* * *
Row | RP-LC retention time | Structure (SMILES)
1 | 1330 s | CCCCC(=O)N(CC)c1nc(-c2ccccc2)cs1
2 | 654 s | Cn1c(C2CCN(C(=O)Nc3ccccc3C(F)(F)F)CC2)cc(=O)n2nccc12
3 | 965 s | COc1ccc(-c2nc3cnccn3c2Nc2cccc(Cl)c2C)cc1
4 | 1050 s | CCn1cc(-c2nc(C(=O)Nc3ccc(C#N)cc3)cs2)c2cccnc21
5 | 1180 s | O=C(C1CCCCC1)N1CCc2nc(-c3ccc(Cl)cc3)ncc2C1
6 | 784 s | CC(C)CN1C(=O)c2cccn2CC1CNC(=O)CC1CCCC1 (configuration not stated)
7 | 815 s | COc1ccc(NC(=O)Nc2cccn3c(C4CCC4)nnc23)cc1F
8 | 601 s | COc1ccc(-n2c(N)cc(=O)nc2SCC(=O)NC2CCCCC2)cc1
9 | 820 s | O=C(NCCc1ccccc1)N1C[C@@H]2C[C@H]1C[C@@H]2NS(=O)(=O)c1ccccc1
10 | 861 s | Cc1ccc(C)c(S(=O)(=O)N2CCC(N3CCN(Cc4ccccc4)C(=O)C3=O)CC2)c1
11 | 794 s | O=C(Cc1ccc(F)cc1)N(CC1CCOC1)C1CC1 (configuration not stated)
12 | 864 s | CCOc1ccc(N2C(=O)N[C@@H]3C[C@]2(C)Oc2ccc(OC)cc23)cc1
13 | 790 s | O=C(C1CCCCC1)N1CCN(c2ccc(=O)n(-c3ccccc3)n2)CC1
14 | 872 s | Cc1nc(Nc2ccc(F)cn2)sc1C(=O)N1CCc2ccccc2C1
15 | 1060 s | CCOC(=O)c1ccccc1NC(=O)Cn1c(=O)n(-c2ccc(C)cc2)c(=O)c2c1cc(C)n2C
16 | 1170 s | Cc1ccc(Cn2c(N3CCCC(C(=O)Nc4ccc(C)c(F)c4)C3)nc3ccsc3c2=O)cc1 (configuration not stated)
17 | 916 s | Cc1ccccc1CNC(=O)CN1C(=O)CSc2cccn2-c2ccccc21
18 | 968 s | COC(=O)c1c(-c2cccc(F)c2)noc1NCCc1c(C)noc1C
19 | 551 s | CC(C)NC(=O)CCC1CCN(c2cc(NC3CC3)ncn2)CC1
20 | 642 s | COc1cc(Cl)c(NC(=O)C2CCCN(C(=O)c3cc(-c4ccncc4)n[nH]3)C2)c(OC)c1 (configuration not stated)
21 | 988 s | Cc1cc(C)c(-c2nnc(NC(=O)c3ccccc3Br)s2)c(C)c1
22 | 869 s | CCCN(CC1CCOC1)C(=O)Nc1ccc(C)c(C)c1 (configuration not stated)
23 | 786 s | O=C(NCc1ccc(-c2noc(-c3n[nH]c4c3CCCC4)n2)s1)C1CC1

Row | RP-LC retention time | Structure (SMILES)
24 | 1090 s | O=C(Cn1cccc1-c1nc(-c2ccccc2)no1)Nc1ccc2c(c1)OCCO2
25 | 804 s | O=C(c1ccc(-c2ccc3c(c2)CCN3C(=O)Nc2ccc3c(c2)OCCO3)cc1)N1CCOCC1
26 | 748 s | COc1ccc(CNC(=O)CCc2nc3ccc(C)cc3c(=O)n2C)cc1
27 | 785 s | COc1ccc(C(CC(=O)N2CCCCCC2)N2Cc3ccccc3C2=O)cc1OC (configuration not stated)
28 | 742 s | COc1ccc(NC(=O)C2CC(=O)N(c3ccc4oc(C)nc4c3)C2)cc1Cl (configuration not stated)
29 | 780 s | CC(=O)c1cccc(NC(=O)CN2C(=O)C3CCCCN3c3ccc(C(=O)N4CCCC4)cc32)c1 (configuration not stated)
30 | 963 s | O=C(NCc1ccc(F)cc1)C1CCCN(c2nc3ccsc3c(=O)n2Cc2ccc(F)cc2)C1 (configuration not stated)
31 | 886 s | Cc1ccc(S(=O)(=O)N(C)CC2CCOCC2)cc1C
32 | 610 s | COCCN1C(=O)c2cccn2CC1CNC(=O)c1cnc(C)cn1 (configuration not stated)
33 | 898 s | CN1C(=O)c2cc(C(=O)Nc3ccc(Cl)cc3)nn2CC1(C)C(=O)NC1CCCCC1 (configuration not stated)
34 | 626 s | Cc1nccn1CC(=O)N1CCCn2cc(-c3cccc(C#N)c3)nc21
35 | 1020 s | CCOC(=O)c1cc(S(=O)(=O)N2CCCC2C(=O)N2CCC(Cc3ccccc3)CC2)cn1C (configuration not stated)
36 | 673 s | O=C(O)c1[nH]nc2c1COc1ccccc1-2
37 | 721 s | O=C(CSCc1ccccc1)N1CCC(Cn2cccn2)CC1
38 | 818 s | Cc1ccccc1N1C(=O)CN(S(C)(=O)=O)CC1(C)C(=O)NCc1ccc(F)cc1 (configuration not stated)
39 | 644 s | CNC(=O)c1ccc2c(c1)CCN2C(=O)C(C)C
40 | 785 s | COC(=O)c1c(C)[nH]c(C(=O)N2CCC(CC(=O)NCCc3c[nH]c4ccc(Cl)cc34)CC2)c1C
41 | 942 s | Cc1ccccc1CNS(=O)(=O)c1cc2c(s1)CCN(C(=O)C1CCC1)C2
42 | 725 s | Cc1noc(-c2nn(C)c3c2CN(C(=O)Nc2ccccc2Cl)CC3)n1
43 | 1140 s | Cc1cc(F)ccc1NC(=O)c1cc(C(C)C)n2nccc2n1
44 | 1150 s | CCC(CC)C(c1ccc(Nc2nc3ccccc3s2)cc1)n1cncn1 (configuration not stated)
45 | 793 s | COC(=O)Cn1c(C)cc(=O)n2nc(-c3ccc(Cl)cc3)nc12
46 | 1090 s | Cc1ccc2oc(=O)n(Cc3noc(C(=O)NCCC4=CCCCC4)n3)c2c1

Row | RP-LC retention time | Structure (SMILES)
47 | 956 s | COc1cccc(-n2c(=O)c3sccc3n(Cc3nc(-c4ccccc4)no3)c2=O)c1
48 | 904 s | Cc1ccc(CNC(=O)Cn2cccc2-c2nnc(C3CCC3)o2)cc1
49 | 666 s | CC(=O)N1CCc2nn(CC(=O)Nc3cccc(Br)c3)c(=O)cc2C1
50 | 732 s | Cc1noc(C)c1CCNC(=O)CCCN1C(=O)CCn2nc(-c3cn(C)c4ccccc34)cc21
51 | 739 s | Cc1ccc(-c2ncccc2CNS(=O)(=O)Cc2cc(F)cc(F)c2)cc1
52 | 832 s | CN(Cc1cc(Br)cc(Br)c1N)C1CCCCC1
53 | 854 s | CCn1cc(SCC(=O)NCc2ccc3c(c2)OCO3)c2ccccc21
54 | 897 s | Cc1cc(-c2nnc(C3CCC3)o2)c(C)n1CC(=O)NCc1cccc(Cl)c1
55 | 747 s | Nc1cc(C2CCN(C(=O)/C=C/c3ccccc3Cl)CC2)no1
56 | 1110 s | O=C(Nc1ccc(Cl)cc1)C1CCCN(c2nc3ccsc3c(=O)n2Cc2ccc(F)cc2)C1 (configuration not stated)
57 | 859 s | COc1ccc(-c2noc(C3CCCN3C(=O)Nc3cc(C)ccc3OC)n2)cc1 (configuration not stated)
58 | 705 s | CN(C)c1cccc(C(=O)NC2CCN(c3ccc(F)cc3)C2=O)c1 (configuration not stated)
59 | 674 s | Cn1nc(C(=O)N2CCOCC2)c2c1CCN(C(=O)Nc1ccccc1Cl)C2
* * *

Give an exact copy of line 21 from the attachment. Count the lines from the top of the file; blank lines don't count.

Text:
20 | 642 s | COc1cc(Cl)c(NC(=O)C2CCCN(C(=O)c3cc(-c4ccncc4)n[nH]3)C2)c(OC)c1 (configuration not stated)